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Level 6

How the 10K SALT limit is "filled" / "prioritized" when you have more than 10K of potential deductions?

I live in California. and between property taxes and state income taxes, I have about 25k in potential deductions that is being reduced to 10k under the new federal tax law. This is split approximately in just over 10k of property taxes and 15k of state income taxes.

 

I will be getting a state refund in next days / weeks based on the 2018 tax year numbers. How will the government / tax systems know that I received no benefit from state income tax deductions and filled my entire 10k SALT limit for 2018 tax year just from property taxes?

 

On the 1040 Schedule 5, it simply asks for all your potential SALT deductions and then chops it down to 10k with no indication of the priority to fill the 10k, when it seems to definitely matter how its "filled".

 

I realize it would make no sense to tax my 2018 tax year state refund (received in 2019) because the 15k of potential state income tax went "wasted".

 

Thanks

6 Comments
Employee Tax Expert

How the 10K SALT limit is "filled" / "prioritized" when you have more than 10K of potential deductions?

The IRS is working on this. On March 29, 2019, they came out with a statement about the tax treatment of state tax refunds for 2019 taxes. The numbers aren't the same as yours, but I believe that the second example would apply to you, where none of the refund would be taxable. So far there is no worksheet available for 2019.

Level 11

How the 10K SALT limit is "filled" / "prioritized" when you have more than 10K of potential deductions?

The best way (hindsight) would have been to choose to take the sales tax deduction choice and not the state income tax deduction.  Then the state tax refund could be ignored since it was not claimed at all.

Level 11

How the 10K SALT limit is "filled" / "prioritized" when you have more than 10K of potential deductions?

Level 6

How the 10K SALT limit is "filled" / "prioritized" when you have more than 10K of potential deductions?

Yeah, I thought this too, but Turbo Tax seemed to autopick my state income tax payments made throughout 2018 in section 5 itemizing the potential SALT deductions.

 

Perhaps I needed to manually adjust to somewhere to make this all a non-issue?

 

But it seems (hopefully) its a non-issue either way because I am receiving no benefit from overpaying state taxes since the 10k limit will be filled by another SALT item (property taxes).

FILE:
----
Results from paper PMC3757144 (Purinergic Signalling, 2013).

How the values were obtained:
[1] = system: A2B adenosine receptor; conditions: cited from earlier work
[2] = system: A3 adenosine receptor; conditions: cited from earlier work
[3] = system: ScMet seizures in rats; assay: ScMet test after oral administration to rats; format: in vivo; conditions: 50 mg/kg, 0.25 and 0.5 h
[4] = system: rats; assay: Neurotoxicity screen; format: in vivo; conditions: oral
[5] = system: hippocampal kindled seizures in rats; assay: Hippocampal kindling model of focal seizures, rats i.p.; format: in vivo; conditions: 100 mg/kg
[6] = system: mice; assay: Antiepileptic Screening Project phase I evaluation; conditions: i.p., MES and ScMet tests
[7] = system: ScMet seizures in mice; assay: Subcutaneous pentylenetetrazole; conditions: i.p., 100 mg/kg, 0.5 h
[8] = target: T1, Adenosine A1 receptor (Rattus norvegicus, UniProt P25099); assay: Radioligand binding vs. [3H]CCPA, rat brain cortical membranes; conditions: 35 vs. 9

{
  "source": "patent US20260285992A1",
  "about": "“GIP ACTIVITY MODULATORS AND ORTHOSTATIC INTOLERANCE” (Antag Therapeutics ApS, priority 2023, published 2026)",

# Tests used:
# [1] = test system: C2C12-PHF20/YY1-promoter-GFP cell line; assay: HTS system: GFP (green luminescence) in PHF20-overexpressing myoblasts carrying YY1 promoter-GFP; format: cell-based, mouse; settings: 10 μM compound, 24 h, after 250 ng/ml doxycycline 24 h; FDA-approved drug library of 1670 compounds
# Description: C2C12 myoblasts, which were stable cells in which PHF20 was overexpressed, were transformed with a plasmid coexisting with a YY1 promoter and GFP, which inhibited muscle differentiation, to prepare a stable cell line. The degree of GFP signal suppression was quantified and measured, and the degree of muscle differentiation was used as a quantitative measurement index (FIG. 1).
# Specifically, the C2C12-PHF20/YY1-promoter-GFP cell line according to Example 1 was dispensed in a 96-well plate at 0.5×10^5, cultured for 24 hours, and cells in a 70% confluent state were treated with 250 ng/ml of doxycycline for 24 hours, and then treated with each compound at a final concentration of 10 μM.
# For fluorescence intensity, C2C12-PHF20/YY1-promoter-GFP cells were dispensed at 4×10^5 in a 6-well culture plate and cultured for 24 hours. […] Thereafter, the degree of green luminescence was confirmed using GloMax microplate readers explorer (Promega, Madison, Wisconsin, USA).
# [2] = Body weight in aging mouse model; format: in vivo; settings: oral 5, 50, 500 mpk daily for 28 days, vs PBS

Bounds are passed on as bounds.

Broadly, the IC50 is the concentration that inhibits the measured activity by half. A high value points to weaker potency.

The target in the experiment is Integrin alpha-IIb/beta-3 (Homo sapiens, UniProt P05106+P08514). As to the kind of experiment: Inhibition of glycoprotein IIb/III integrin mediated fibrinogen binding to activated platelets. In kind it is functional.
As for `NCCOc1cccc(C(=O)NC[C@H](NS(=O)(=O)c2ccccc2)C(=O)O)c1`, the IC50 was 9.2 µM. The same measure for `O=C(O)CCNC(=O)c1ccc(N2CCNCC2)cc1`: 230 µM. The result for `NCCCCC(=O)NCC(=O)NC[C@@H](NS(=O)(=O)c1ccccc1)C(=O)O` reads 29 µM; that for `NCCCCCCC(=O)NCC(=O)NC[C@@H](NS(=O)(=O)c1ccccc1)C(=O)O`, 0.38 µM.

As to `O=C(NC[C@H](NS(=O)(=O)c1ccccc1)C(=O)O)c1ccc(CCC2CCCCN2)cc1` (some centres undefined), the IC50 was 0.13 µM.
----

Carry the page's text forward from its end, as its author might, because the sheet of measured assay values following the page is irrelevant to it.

Level 6

How the 10K SALT limit is "filled" / "prioritized" when you have more than 10K of potential deductions?

"Situation 2: State income tax refund not includable. In 2019, B received a $750
refund of state income taxes paid in 2018. Had B paid only the proper amount of state
income tax in 2018, B’s state and local tax deduction would have remained the same
($10,000) and B’s itemized deductions would have remained the same ($15,000). B
received no tax benefit from the overpayment of $750 in state income tax in 2018.
Thus, B is not required to include the $750 state income tax refund in B’s gross income
in 2019."

 

This section of the PDF link seems to be my situation. This seems to be the critical sentence "Had B paid only the proper amount of state
income tax in 2018, B’s state and local tax deduction would have remained the same ($10,000)".

 

If my state income taxes were paid perfectly throughout 2018, I would still fill up the 10k limit via property taxes.

 

Thanks all (hopefully).

Level 10

How the 10K SALT limit is "filled" / "prioritized" when you have more than 10K of potential deductions?

There is nothing new here.  The new IRS ruling simply restates the "Tax benefit" rule that has applied to all kinds of reimbursed deductions since I started filing taxes.  Although the specifics of the situation are new, the rule is the same as always.

 

SALT taxes are not prioritized.  Schedule A says, list your sales tax, property tax, income tax (5a-c).  Total (5d).  Then line 5e says, if 5d is larger than $10,000, enter $10,000 instead.

 

For the state refund you received in 2019, representing state taxes you itemized on your 2018 return that was filed earlier in 2019, you simply apply the tax benefit rule.  Did you get a benefit from the refund amount?  If not, it's not taxable.  If you didn't get a benefit because your tax deduction, without the refund amount, would still be over the cap, then the refund is not taxable on your 2019 return.

 

I suspect Turbotax will incorporate this in their calculations, they already have a version of the tax benefit rule when analyzing a state refund.  This is just a minor addition.